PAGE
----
DARPA, Boeing To Build Spaceplane


Boeing’s Phantom Works will partner with the U.S. Defense Advanced Research Projects Agency to design, build and test a technology demonstration vehicle for the Experimental Spaceplane (XS-1) program, DARPA announced this week. Boeing will develop an autonomous, reusable, hypersonic spaceplane, called Phantom Express, capable of deploying small satellites of up to 3,000 pounds into low Earth orbit. “Phantom Express is designed to disrupt and transform the satellite-launch process as we know it today, creating a new, on-demand space-launch capability that can be achieved more affordably and with less risk,” said Darryl Davis, president of Boeing Phantom Works. Boeing and DARPA will jointly invest in the development.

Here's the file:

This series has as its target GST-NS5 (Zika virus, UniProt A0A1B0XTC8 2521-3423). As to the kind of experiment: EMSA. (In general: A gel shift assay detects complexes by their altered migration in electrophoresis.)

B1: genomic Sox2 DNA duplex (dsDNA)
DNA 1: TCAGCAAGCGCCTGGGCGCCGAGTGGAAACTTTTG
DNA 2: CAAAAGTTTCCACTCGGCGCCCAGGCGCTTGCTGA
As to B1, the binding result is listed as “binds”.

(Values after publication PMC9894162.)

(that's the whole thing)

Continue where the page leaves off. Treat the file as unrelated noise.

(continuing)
The XS-1 program envisions a fully reusable vehicle, roughly the size of a business jet, which would take off vertically like a rocket, according to DARPA. The vehicle would be launched with no external boosters, powered solely by self-contained cryogenic propellants. Upon reaching a high suborbital altitude, the booster would release an expendable upper stage able to deploy a 3,000-pound satellite to polar orbit. The reusable first stage would then bank and return to Earth, landing horizontally like an aircraft, and be prepared for the next flight, potentially within hours. “We’re delighted to see this truly futuristic capability coming closer to reality,” said Brad Tousley, director of DARPA’s Tactical Technology Office, which oversees XS-1. “Demonstration of aircraft-like, on-demand, and routine access to space is important for meeting critical Defense Department needs, and could help open the door to a range of next-generation commercial opportunities.”